Plum Upside-Down Cake

I've made cheesecakes, layer cakes, and cupcakes for this blog, more "every day" cakes than I can count, plus (pan)cakes and muffins -- which, lets face it, are essentially just naked cupcakes - but strangely I've never gotten around to making an upside-down cake. I apologize for the delay. Let me explain. 

The upside-down cake, specifically the pineapple upside-down cake, is an American classic, a dessert that can be traced all the way back to the 1920s when canned pineapple in conveniently cut rings started appearing on supermarket shelves and housewives started sticking them on top of cake. Now -- while I am all for retro desserts that have stood the test of time, like the Baked Alaska (an ice cream cake topped with meringue cake that goes in the oven and defies all logic) and the Banana Split (what's not to love?!) the pineapple upside down cake, with its creepy circles of canned pineapple over the top, equally suspicious maraschino cherries, and syrupy topping paired with already sugary fruit has never appealed. It's nothing personal -- its just not my thing, and its staying power is a mystery to me. It's not you, its me, pineapple upside-down cake, I would say, if it ever asked. 

But this is an upside-down cake I do like, one made with fresh sweet plums, at their peak this time of year, tucked in to a honey tinged, butterscotch topping and flipped over on to a tender cinnamon-y cake that takes in all the lovely plum juices. This is the pineapple upside-down cake, updated and made over, the late Summer version of the tart tatin, the upside-down cake's French cousin, and also a perfectly delicious cake in its own right. And while we're all here talking about cake -- a slice of this topped with a scoop of vanilla ice cream or a dollop of fresh whipped cream wouldn't be a bad idea, either, not at all.

A couple of notes: You could easily substitute nectarines, peaches, or even apples for the plums here. I baked my cake in a springform pan instead of a round cake pan and that worked fine, though I did have to keep a bit of foil under the cake to catch the bit of caramel/plum juice that leaked out of the sides where the ring of the pan and the bottom meet. I ended up using less than six plums to fill the top of the cake, but let me know how you do -- in hindsight I could've probably fit more fruit on the top. Finally, I accidentally used one teaspoon of baking powder instead of the recommended two, and this worked out just fine in the end -- just keep in mind if you follow the directions your cake will be a little higher than mine looks in the photos.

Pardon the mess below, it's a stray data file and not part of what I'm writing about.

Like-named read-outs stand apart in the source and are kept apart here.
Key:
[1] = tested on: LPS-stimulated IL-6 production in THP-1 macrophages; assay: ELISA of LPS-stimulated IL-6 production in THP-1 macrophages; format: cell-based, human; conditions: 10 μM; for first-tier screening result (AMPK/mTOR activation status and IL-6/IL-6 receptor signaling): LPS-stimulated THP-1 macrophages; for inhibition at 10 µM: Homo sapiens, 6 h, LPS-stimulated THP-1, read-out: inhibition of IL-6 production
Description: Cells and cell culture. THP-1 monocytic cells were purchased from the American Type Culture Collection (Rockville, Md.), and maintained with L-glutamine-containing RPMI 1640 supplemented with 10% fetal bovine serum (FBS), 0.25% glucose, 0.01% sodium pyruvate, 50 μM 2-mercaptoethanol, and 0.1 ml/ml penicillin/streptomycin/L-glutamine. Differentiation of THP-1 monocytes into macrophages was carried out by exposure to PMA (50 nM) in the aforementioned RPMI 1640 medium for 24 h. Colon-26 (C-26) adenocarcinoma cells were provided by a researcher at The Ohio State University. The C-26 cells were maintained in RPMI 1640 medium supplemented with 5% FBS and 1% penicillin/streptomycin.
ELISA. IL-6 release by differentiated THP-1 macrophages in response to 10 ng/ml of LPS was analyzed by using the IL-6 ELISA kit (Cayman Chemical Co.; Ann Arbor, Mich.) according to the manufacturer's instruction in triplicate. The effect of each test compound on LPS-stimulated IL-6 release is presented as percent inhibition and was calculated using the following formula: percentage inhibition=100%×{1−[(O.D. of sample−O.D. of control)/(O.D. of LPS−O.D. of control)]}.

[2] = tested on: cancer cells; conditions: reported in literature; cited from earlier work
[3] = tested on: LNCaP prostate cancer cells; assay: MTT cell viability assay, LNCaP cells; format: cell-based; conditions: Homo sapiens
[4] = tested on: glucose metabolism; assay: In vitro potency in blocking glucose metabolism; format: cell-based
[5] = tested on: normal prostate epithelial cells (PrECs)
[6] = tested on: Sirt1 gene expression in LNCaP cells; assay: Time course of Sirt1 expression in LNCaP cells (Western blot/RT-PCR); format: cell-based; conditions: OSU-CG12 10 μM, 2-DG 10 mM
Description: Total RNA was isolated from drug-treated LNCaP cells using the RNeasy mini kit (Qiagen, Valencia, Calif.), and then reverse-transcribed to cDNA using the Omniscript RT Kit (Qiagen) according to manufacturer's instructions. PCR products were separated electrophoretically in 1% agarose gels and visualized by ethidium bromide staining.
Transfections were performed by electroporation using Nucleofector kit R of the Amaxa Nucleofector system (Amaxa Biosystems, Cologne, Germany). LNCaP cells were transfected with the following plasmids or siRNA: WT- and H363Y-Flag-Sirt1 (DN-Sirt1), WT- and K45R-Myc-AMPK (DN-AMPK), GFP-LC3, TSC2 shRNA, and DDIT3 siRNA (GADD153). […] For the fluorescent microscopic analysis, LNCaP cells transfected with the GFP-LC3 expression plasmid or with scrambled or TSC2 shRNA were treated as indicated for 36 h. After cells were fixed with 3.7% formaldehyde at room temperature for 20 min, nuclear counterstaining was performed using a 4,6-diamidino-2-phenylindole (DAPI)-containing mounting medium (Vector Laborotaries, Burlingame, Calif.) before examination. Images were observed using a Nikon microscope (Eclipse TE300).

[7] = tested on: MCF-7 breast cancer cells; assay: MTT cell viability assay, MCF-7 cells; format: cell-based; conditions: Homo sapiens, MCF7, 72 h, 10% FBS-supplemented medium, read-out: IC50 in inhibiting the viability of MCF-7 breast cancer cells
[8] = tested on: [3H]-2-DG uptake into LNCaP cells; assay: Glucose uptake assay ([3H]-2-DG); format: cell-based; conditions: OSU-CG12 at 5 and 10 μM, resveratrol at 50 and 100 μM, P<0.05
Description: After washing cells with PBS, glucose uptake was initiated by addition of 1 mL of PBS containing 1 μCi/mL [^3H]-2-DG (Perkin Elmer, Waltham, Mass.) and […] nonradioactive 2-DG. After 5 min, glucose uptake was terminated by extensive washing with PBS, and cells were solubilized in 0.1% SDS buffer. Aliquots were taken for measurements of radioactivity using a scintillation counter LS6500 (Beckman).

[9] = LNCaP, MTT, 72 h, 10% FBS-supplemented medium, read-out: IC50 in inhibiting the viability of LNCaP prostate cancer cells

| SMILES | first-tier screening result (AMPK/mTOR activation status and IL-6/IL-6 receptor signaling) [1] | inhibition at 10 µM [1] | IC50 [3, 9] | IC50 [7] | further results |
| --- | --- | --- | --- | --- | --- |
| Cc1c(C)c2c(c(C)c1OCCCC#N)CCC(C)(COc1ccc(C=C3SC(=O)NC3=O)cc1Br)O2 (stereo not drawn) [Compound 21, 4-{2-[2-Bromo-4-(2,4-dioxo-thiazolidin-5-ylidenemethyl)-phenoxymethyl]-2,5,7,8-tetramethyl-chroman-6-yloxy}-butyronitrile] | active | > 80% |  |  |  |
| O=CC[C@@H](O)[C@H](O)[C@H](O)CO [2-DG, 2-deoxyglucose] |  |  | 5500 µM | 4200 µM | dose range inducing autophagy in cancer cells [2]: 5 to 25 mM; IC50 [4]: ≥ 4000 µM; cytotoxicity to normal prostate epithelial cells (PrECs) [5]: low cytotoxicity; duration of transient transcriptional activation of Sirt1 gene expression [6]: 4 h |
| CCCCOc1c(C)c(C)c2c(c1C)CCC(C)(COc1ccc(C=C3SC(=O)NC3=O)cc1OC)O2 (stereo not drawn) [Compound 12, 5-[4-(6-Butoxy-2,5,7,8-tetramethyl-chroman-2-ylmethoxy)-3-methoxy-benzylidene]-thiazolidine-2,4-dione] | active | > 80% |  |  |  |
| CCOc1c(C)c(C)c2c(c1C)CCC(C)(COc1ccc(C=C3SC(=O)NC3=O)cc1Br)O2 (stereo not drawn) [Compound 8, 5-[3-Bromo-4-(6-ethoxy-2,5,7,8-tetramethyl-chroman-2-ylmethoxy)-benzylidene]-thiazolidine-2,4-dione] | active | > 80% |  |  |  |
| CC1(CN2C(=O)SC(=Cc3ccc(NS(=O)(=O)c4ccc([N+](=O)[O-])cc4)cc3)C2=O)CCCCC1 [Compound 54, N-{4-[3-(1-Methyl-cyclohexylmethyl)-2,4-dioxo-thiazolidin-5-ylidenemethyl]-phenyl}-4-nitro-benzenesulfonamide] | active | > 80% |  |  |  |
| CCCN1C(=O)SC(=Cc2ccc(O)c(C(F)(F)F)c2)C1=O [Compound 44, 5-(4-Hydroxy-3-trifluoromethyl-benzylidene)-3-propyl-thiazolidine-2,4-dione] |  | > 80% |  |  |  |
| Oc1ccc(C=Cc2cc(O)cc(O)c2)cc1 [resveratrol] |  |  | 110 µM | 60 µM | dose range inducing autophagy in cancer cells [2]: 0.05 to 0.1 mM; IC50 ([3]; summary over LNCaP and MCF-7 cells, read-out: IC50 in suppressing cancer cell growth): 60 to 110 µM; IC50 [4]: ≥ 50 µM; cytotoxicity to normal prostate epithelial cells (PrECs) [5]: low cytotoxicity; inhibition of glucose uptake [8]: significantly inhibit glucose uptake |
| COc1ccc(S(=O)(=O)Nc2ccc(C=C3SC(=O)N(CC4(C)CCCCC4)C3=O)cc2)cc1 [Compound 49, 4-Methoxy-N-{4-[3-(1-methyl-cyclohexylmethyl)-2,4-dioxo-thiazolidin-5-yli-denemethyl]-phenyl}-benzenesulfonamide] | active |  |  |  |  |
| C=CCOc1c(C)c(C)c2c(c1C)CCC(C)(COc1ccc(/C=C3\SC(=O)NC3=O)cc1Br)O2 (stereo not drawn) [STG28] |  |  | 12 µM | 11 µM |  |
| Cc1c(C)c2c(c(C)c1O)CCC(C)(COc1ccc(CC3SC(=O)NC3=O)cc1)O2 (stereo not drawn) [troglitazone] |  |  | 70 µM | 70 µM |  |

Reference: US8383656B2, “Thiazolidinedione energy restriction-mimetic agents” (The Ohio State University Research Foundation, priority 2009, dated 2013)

Ingredients for plums:
1 cup (215 grams) light brown sugar 
6 tablespoons (84 grams) butter
1 tablespoon honey
6 plums

Ingredients for the cake:
1 1/2 cups (210 grams) all-purpose flour
1/2 teaspoon cinnamon
1/4 teaspoon salt
1-2 teaspoons baking powder (see note above)
6 tablespoons (84 grams) butter  
1 cup (200 grams) sugar
2 eggs 
1 teaspoon vanilla extract
1/2 cup (112 grams) milk

Powdered sugar, whipped cream or vanilla ice cream for serving

Preheat the oven to 350°. Cut up the plums into thin slices -- to do this, I cut a line all around the plum and then twist the two halves, kind of like its an avocado, and then remove the pit and cut each half up.  
Very lightly butter the bottom of the cake pan (this probably isn't even completely necessary, but I do it anyways and my cake never sticks to the pan). In a small saucepan, combine the brown sugar, honey, and six tablespoons of butter and whisk together over medium-low heat, letting the mixture come to a simmer. Let simmer until the mixture becomes bubbly and syrupy, then pour into the bottom of your cake pan. Carefully arrange the plum wedges in the brown sugar mixture in concentric circles and set aside.
Whisk together the flour, salt, baking powder, and cinnamon in a medium bowl, and set aside. In a large bowl, beat together the butter and sugar until light and fluffy, then add the eggs one at a time. Beat in the vanilla.
Next, whisk the dry ingredients in to the butter mixture, alternating with the milk. You should do flour mixture, milk, flour mixture, milk, flour mixture. Pour this batter over the plums and smooth out with a spoon or offset spatula so the plums are completely covered.
Bake the cake in the center of the oven for 55 to 60 minutes, until golden and springy. Use a knife to cut around the cake to try and separate it a bit from the sides of the cake pan. Let cool in the pan on a rack for 30 minutes, then invert the cake on to a serving plate. Let sit for 5 minutes, then remove the pan and admire how lovely your plum upside-down cake looks.
Cut into wedges and serve warm or at room temperature with whipped cream, ice cream, or powdered sugar. Serves about 10. 

Recipe barely adapted from

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